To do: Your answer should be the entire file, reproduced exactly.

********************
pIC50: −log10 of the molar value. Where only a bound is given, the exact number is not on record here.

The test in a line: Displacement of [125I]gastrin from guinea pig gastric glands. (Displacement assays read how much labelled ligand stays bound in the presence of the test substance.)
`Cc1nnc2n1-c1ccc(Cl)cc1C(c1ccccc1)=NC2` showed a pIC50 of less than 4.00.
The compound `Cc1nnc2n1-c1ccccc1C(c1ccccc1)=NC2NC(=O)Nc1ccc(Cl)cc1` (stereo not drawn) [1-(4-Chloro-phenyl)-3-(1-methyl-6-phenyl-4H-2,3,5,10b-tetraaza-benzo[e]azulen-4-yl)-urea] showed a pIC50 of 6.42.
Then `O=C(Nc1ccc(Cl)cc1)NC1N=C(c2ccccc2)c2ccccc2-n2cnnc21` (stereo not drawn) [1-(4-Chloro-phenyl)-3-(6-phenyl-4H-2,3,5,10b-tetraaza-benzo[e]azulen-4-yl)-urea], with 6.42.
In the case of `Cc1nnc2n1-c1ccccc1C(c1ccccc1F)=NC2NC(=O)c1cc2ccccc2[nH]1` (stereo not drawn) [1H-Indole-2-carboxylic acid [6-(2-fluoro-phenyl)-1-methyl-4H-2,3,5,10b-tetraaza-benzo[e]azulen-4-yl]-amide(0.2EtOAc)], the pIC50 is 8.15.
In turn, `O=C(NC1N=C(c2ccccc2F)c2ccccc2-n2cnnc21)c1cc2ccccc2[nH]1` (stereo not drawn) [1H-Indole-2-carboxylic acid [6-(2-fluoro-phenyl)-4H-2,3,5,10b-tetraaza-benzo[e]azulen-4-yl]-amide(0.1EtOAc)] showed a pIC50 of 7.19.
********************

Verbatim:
pIC50: −log10 of the molar value. Where only a bound is given, the exact number is not on record here.

The test in a line: Displacement of [125I]gastrin from guinea pig gastric glands. (Displacement assays read how much labelled ligand stays bound in the presence of the test substance.)
`Cc1nnc2n1-c1ccc(Cl)cc1C(c1ccccc1)=NC2` showed a pIC50 of less than 4.00.
The compound `Cc1nnc2n1-c1ccccc1C(c1ccccc1)=NC2NC(=O)Nc1ccc(Cl)cc1` (stereo not drawn) [1-(4-Chloro-phenyl)-3-(1-methyl-6-phenyl-4H-2,3,5,10b-tetraaza-benzo[e]azulen-4-yl)-urea] showed a pIC50 of 6.42.
Then `O=C(Nc1ccc(Cl)cc1)NC1N=C(c2ccccc2)c2ccccc2-n2cnnc21` (stereo not drawn) [1-(4-Chloro-phenyl)-3-(6-phenyl-4H-2,3,5,10b-tetraaza-benzo[e]azulen-4-yl)-urea], with 6.42.
In the case of `Cc1nnc2n1-c1ccccc1C(c1ccccc1F)=NC2NC(=O)c1cc2ccccc2[nH]1` (stereo not drawn) [1H-Indole-2-carboxylic acid [6-(2-fluoro-phenyl)-1-methyl-4H-2,3,5,10b-tetraaza-benzo[e]azulen-4-yl]-amide(0.2EtOAc)], the pIC50 is 8.15.
In turn, `O=C(NC1N=C(c2ccccc2F)c2ccccc2-n2cnnc21)c1cc2ccccc2[nH]1` (stereo not drawn) [1H-Indole-2-carboxylic acid [6-(2-fluoro-phenyl)-4H-2,3,5,10b-tetraaza-benzo[e]azulen-4-yl]-amide(0.1EtOAc)] showed a pIC50 of 7.19.